After India Stoker’s father dies in a horrific car crash on her eighteenth birth her hitherto unknown and enigmatic uncle Charlie moves in with her and her grieving mother. Charlie takes an interest in India that verges on obsessive but the more she finds out about his past the more she reveals about herself.
It’s quite remarkable that, within the same month, two of South Korea’s most prominent and cutting edge directors have released their US debuts, even more so that the features could be so different in content and presentation.
Kim Jee-Woon, director of such films as A Tale Of Two Sisters, A Bittersweet Life and I Saw The Devil, barrelled on to the scene with the old-school-action-centric The Last Stand, which, as Arnold Schwarzenegger’s return to leading man status, was, predictably, fun, empty-headed, ridiculous yet very stylish (read the review). By comparison, Park Chan-Wook, the director of cult favourites Oldboy, Lady Vengeance and Thirst went completely for the other end of the spectrum with his quietly introspective outing, Stoker.
Indeed, if one were so inclined, it might be suggested that Stoker is about as (forgive the term) ‘arty’ as a film can get these days and still remain mainstream enough to be presented at the average multiplex. One could also be forgiven for, on initial inspection, classifying it as pretentious or perhaps the very definition of style over content; the random jumps in chronology, extremely sparse narrative, an endless predilection for exploring the senses of sound and touch, artistically constructed but seemingly pointless shots and a general leaning toward quietness all markers for a potentially infuriating experience if, like so many films of this ilk, it had remained open ended or ‘cerebrally’ vague.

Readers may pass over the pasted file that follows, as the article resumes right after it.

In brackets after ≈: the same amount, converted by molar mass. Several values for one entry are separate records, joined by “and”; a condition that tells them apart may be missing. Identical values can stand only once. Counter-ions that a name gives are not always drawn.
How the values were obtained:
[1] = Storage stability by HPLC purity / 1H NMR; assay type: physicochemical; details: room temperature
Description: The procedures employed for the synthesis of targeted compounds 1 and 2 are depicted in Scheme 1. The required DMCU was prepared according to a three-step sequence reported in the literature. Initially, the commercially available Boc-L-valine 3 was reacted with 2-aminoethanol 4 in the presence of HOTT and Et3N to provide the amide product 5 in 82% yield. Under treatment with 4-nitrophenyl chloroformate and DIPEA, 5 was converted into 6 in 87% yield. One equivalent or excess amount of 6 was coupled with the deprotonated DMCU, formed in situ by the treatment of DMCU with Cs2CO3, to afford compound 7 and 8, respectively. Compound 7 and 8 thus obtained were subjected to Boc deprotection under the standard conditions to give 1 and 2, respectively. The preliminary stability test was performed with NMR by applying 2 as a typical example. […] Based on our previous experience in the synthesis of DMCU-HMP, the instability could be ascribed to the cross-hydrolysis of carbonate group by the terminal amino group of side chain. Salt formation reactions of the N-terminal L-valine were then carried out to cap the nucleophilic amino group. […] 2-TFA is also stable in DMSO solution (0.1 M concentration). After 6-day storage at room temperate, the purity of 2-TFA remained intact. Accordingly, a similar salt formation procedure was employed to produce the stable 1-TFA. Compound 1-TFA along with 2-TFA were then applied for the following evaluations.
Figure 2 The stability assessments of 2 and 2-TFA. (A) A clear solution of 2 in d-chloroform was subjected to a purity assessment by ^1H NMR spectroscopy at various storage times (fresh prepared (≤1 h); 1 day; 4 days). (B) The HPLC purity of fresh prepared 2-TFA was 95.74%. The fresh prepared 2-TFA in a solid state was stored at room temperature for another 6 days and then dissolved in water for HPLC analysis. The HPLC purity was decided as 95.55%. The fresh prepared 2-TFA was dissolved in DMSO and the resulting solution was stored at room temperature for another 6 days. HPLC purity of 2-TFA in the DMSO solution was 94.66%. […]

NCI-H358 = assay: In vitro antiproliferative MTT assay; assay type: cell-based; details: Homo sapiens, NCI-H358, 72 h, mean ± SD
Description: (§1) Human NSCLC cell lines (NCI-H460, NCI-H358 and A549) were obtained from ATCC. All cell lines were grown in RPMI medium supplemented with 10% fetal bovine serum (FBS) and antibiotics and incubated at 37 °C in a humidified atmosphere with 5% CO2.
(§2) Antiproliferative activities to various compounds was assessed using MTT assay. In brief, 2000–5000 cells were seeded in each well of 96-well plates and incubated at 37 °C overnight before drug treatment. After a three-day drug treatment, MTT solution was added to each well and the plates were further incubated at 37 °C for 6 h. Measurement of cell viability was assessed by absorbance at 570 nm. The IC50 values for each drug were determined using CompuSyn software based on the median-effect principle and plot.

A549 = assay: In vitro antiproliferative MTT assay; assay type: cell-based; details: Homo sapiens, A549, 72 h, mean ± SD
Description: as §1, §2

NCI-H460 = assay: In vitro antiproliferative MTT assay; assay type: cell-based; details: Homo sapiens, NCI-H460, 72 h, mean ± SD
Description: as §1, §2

But is doesn’t, Stoker is very definitely about something specific; its cleverness being that its entire point is not fully revealed until the very last scene. To openly state what that might be here would be a disservice to both you the reader and the film.
To be sure, the story IS sparse and the care of imagery and sound is so considered that it CAN be bracketed into the description of ‘arty’, but neither is of a detrimental nature, they simply beget each other; the simplicity of the story may have been easily relayed in a twenty minute short but the intensity of direction here squeezes out every last drop of meaning and emotion without an over-reliance on dialogue. I dare say that the film could have worked just as well without any dialogue at all.
Nicole Kidman puts in a typically snobbish but well-cast and well-played performance as the grieving widow, but this film belongs to Mia Wasikowska and Matthew Goode as the darkly oddball niece and uncle, both chilling yet excellent performances by anyone’s standard.
Fans of Park Chan-Wook shouldn’t be disappointed, Stoker is actually superior to much of his Korean work, but it can’t be recommended to everyone; so slow-boiling is it that some may be understandably put off, even with a relatively brief ninety-five minute running time, but the patient cinema fan and those moved by beautiful and considered visuals will be rewarded dividends by the closing credits.
B grade – for originality
B+ grade – for story
A grade – for direction
Overall grade – A-